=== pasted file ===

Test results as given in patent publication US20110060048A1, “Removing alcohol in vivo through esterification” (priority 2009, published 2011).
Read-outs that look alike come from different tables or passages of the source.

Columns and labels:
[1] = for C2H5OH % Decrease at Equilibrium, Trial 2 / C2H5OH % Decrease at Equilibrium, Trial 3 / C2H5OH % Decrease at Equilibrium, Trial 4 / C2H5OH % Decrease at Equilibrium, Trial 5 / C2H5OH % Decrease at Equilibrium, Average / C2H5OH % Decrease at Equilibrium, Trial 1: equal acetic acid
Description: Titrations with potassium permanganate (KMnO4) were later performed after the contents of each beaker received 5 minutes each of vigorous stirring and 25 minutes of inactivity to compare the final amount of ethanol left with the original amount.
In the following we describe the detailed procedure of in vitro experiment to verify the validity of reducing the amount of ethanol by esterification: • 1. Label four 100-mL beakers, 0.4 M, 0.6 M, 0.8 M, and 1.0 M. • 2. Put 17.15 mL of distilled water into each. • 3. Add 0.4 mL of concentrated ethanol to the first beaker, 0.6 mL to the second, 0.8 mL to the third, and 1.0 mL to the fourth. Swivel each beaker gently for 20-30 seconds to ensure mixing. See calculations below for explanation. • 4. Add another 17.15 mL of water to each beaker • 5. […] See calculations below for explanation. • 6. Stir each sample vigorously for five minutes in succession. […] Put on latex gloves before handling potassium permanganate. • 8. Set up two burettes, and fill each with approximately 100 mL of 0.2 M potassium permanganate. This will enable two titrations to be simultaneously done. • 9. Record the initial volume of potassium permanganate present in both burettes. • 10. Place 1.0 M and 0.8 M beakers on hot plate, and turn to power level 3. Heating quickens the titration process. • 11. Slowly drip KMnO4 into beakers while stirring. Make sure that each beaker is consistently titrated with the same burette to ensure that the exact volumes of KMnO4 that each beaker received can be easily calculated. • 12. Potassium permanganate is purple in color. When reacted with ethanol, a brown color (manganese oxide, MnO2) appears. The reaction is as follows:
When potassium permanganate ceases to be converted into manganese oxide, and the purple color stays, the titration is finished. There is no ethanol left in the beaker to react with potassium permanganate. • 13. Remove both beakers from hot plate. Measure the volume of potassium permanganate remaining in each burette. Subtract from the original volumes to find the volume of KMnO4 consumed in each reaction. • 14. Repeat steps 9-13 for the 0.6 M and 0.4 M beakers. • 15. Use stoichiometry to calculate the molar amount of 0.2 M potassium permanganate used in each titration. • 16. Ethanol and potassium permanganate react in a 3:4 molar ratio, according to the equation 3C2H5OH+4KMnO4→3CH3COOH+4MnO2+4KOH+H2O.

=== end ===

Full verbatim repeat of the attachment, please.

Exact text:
Test results as given in patent publication US20110060048A1, “Removing alcohol in vivo through esterification” (priority 2009, published 2011).
Read-outs that look alike come from different tables or passages of the source.

Columns and labels:
[1] = for C2H5OH % Decrease at Equilibrium, Trial 2 / C2H5OH % Decrease at Equilibrium, Trial 3 / C2H5OH % Decrease at Equilibrium, Trial 4 / C2H5OH % Decrease at Equilibrium, Trial 5 / C2H5OH % Decrease at Equilibrium, Average / C2H5OH % Decrease at Equilibrium, Trial 1: equal acetic acid
Description: Titrations with potassium permanganate (KMnO4) were later performed after the contents of each beaker received 5 minutes each of vigorous stirring and 25 minutes of inactivity to compare the final amount of ethanol left with the original amount.
In the following we describe the detailed procedure of in vitro experiment to verify the validity of reducing the amount of ethanol by esterification: • 1. Label four 100-mL beakers, 0.4 M, 0.6 M, 0.8 M, and 1.0 M. • 2. Put 17.15 mL of distilled water into each. • 3. Add 0.4 mL of concentrated ethanol to the first beaker, 0.6 mL to the second, 0.8 mL to the third, and 1.0 mL to the fourth. Swivel each beaker gently for 20-30 seconds to ensure mixing. See calculations below for explanation. • 4. Add another 17.15 mL of water to each beaker • 5. […] See calculations below for explanation. • 6. Stir each sample vigorously for five minutes in succession. […] Put on latex gloves before handling potassium permanganate. • 8. Set up two burettes, and fill each with approximately 100 mL of 0.2 M potassium permanganate. This will enable two titrations to be simultaneously done. • 9. Record the initial volume of potassium permanganate present in both burettes. • 10. Place 1.0 M and 0.8 M beakers on hot plate, and turn to power level 3. Heating quickens the titration process. • 11. Slowly drip KMnO4 into beakers while stirring. Make sure that each beaker is consistently titrated with the same burette to ensure that the exact volumes of KMnO4 that each beaker received can be easily calculated. • 12. Potassium permanganate is purple in color. When reacted with ethanol, a brown color (manganese oxide, MnO2) appears. The reaction is as follows:
When potassium permanganate ceases to be converted into manganese oxide, and the purple color stays, the titration is finished. There is no ethanol left in the beaker to react with potassium permanganate. • 13. Remove both beakers from hot plate. Measure the volume of potassium permanganate remaining in each burette. Subtract from the original volumes to find the volume of KMnO4 consumed in each reaction. • 14. Repeat steps 9-13 for the 0.6 M and 0.4 M beakers. • 15. Use stoichiometry to calculate the molar amount of 0.2 M potassium permanganate used in each titration. • 16. Ethanol and potassium permanganate react in a 3:4 molar ratio, according to the equation 3C2H5OH+4KMnO4→3CH3COOH+4MnO2+4KOH+H2O.